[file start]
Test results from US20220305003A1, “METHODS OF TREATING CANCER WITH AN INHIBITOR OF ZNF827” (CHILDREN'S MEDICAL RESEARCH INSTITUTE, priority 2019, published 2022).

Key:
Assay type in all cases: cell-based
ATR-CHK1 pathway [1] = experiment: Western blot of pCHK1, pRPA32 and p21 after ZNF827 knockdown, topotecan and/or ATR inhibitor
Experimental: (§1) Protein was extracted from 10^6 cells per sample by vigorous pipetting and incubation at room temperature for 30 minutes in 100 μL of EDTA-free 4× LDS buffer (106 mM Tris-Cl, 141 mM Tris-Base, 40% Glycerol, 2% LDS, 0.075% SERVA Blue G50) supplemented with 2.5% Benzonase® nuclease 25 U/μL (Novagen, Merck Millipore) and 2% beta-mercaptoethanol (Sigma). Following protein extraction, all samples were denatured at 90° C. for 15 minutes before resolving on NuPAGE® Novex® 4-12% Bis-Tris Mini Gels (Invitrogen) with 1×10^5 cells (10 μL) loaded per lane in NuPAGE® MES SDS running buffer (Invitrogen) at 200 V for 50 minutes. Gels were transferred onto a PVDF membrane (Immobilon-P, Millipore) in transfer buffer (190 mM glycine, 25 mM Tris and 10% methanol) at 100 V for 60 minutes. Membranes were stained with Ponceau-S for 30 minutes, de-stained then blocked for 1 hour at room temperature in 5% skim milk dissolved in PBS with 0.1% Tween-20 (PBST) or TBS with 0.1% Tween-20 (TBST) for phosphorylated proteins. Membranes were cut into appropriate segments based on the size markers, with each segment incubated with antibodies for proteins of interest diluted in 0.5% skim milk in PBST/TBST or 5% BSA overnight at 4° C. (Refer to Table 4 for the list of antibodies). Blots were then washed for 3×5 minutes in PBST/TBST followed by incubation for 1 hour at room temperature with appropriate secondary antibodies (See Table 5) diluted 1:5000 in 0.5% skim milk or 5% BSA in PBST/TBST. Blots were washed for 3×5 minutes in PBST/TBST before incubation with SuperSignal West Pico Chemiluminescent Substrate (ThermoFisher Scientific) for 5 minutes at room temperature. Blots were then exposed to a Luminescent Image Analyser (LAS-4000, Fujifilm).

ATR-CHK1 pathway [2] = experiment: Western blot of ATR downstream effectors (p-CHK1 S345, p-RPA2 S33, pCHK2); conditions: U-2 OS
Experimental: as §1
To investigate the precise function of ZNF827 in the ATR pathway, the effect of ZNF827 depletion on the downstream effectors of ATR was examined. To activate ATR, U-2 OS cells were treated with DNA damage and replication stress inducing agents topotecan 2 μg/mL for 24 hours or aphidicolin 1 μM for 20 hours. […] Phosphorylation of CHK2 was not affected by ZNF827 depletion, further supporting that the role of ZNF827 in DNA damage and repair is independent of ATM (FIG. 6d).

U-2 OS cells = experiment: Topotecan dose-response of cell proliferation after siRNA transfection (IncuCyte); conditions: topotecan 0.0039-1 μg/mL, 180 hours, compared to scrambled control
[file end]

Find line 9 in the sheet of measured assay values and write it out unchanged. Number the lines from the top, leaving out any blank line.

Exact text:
U-2 OS cells = experiment: Topotecan dose-response of cell proliferation after siRNA transfection (IncuCyte); conditions: topotecan 0.0039-1 μg/mL, 180 hours, compared to scrambled control